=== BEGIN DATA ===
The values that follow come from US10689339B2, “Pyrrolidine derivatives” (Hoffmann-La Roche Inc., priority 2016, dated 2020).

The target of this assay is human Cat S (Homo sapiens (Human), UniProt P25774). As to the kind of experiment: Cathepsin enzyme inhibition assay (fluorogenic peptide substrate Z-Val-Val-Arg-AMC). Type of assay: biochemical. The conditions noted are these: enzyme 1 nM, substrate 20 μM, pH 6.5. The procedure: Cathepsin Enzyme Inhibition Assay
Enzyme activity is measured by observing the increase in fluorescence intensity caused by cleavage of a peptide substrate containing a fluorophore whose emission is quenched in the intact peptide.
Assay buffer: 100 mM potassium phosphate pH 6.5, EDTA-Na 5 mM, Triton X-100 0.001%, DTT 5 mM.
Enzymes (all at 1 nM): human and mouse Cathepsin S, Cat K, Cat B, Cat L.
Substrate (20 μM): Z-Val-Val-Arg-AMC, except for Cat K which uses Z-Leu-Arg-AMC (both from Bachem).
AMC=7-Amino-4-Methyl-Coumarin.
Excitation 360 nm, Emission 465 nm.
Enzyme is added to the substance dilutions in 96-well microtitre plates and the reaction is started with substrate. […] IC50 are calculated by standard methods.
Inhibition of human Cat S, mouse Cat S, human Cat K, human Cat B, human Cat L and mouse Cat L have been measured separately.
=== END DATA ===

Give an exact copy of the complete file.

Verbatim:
The values that follow come from US10689339B2, “Pyrrolidine derivatives” (Hoffmann-La Roche Inc., priority 2016, dated 2020).

The target of this assay is human Cat S (Homo sapiens (Human), UniProt P25774). As to the kind of experiment: Cathepsin enzyme inhibition assay (fluorogenic peptide substrate Z-Val-Val-Arg-AMC). Type of assay: biochemical. The conditions noted are these: enzyme 1 nM, substrate 20 μM, pH 6.5. The procedure: Cathepsin Enzyme Inhibition Assay
Enzyme activity is measured by observing the increase in fluorescence intensity caused by cleavage of a peptide substrate containing a fluorophore whose emission is quenched in the intact peptide.
Assay buffer: 100 mM potassium phosphate pH 6.5, EDTA-Na 5 mM, Triton X-100 0.001%, DTT 5 mM.
Enzymes (all at 1 nM): human and mouse Cathepsin S, Cat K, Cat B, Cat L.
Substrate (20 μM): Z-Val-Val-Arg-AMC, except for Cat K which uses Z-Leu-Arg-AMC (both from Bachem).
AMC=7-Amino-4-Methyl-Coumarin.
Excitation 360 nm, Emission 465 nm.
Enzyme is added to the substance dilutions in 96-well microtitre plates and the reaction is started with substrate. […] IC50 are calculated by standard methods.
Inhibition of human Cat S, mouse Cat S, human Cat K, human Cat B, human Cat L and mouse Cat L have been measured separately.